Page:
Framingham is a community of over 68,000 people inhabiting an area of 25 square miles and possessing a diversity of neighborhoods and people.
Most of us are familiar with the lovely neighborhood of the Framingham Centre Village Green which is bordered by the Village Hall, the History Center and colonial churches. We look forward to the Farmer’s Market and the Concerts on the Common.
On the southeast corner of Framingham is an area about twice this size. It is bounded by Beaver Street, Leland Street and Irving Street. Within this densely populated area are three known toxic chemical sites. This is an Environmental Justice Neighborhood.
For over 100 years (late 1880s to 1960s) companies like Dennison Corporation, Old Colony Tar Company and Com Gas located factories there because the area possessed railroads, waterways and a ready population of workers. These businesses brought jobs and prosperity to Framingham. Their owners sat on our Town Boards and donated civic buildings. However they also polluted our land and waterways with carcinogenic toxins such as coal tar, coal tar creosote, lead, chromium, arsenic and cyanide.
The U.S. EPA defines Environmental Justice as “the fair treatment and meaningful involvement of all people regardless of race, color, sex, national origin, or income with respect to the development, implementation and enforcement of environmental laws, regulation and policies.”
This Environmental Justice neighborhood has born an unfair burden of this pollution. Woodrow Wilson School on Leland Street was polluted by General Chemical, a fairly new business in the area. This has caused parents continued anguish about the physical and mental health of their children.
On September 9, 2014 the Mary Dennison Park playground on Beaver Street was fenced off because of high levels of lead. On January 9, 2015 another area of imminent danger containing high levels of arsenic and chromium was reported to DEP. Now their children have no playground and they need to worry about their long term exposure to toxic chemicals which can affect their nervous systems and ability to learn.
On October 3, 2014 Patch newspaper reported “State to Audit a Third Toxic Site in One Framingham Neighborhood.” Mass DEP was about to investigate a former Boston Gas site, where levels of toxins including coal tar, arsenic and cyanide had been detected.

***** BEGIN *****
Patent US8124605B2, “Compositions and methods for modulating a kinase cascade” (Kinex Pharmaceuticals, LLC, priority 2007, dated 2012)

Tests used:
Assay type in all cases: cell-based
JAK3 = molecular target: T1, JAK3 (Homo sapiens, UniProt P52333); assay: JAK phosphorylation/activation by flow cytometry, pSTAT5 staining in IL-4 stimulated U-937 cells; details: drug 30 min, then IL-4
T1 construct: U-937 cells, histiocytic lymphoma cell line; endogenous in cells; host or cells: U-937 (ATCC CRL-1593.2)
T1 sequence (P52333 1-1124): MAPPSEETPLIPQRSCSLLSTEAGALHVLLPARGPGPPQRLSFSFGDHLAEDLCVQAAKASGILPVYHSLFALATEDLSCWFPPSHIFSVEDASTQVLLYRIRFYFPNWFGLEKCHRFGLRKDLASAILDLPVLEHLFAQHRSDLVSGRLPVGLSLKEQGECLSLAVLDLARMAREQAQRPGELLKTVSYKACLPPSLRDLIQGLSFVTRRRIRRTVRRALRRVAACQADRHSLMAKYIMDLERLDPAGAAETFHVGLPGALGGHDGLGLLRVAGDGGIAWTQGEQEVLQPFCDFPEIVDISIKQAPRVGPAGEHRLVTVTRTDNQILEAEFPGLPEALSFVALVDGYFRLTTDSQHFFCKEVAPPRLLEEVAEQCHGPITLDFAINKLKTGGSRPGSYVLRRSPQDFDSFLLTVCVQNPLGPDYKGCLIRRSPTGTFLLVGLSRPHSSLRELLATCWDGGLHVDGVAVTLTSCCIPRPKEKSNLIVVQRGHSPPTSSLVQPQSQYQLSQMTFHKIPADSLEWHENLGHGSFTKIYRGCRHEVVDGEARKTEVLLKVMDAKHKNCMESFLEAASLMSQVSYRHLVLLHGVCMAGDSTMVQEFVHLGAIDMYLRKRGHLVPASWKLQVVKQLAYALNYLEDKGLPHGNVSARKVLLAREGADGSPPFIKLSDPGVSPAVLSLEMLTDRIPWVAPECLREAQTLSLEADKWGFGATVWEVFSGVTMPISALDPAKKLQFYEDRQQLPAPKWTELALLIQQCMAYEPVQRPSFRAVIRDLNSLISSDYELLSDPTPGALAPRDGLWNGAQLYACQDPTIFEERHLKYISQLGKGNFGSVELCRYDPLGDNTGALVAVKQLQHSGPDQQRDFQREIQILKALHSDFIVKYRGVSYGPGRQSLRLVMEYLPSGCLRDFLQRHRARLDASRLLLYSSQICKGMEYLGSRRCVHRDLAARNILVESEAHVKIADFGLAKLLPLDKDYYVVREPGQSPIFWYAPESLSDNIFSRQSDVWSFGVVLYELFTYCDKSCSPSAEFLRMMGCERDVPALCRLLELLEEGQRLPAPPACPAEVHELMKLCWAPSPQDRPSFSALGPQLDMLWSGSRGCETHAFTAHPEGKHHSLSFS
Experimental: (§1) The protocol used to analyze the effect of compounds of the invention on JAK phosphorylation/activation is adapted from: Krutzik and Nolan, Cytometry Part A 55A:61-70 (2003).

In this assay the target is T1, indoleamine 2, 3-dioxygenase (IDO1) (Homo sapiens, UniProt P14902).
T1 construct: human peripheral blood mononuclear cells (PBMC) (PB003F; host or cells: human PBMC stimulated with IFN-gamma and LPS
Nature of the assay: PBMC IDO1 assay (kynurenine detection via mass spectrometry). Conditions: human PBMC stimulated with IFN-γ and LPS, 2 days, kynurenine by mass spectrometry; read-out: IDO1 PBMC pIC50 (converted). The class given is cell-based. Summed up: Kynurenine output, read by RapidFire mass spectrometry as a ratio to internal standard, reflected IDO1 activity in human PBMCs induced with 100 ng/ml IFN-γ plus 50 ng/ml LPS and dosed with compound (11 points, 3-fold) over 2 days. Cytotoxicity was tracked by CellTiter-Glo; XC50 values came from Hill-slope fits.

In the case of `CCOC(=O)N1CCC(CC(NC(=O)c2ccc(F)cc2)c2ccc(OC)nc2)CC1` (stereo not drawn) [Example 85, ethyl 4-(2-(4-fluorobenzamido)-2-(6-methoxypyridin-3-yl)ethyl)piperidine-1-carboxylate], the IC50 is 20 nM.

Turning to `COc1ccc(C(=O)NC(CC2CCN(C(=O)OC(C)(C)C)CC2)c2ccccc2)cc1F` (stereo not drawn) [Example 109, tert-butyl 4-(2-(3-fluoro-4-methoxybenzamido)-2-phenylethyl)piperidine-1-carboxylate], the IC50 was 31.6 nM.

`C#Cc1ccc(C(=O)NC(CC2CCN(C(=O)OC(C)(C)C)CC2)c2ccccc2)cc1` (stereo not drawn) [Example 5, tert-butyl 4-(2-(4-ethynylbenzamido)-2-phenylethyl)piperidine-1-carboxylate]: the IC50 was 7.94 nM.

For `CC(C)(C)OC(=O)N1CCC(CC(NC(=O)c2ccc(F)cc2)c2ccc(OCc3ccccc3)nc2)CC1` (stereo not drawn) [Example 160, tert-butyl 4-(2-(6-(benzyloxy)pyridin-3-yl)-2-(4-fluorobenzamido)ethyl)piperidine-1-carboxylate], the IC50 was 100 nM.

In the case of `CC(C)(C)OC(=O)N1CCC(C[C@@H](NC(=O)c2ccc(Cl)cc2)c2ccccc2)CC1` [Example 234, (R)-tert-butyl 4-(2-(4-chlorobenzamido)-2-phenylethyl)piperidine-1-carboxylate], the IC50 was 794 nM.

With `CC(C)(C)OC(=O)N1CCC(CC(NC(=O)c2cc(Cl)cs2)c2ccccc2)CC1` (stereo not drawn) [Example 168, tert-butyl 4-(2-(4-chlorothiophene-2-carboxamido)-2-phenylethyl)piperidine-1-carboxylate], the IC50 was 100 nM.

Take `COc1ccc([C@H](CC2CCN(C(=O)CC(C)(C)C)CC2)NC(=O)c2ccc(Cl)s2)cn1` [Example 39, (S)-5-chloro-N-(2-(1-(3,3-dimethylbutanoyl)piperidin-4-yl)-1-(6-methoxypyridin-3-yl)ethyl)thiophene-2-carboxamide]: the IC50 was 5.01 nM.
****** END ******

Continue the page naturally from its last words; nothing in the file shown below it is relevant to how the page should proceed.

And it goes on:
This 20 acre Irving Street property which is owned by Northeast Utilities (now called Eversource) was listed as a watch site in a 2002 Superfund report but in order for the Town to collect $2 million in back taxes an agreement was struck to give a tenant, Landscape Depot, a 3 year special permit. Landscape Depot and NSTAR were required to clean up the land but they have not done so. Landscape Depot’s permit expired in 2009 but they continue to truck in old fences, decks, and tree stumps. This contaminated wood is ground into mulch which sits on the polluted land and is then sold as “Enviro-mulch”.
Of grave concern is that fact that mulch piles spontaneously catch fire. Landscape Depot has no accessible water on its property so in the last 4 years the Framingham Fire Department has made 14 calls to this property to put out their fires. The toxic fumes from these fires threaten the health and safety of the residents in this neighborhood.
Fire Department report on mulch fire at 350 Irving Street - September 9, 2014 “E3 had this call in the middle of the night. We laid 900 feet of supply and pumped the spare ladder for almost 2 hours to extinguish the fire. At that time the DPW sent out a front end loader to help turn the pile over. The PD closed the road for the entire operation due to no hydrant on that side of the road. The pile is very wide and smoldering in many areas. We need to have access around the entire area and the vegetation needs to either be cut back, or the pile needs to be moved. The closest hydrant is at least a thousand feet from the rear of the pile and it didn’t give much more than 500 GPM.”
Fire Department Report - September 28, 2014 “On arrival E3 found a bark mulch pile smoldering in several areas. After investigation we found that it was on fire at the rear section of the pile. E3 emptied one tank onto the fire and called for a loader to turn the pile over….After investigation E3 found the pile to be at least 40 feet high with a very small access way to get around (not wide enough for Fire Apparatus). We also found 8 to 10’ high vegetation was within 6 feet in some areas of pile. This vegetation was dry and goes on for what seems to be acres. The deputy was notified and agreed that there is a dangerous condition with the vegetation being that close, especially with the height of the pile and no real access to the rear of it.” In this small Environmental Justice neighborhood residents have been assaulted by pollution on the land at their school and playground and in the air they breathe. Landscape Depot should be denied any permits until the environment issues have been properly addressed by the property owner, Northeast Utilities.
-- Judith Grove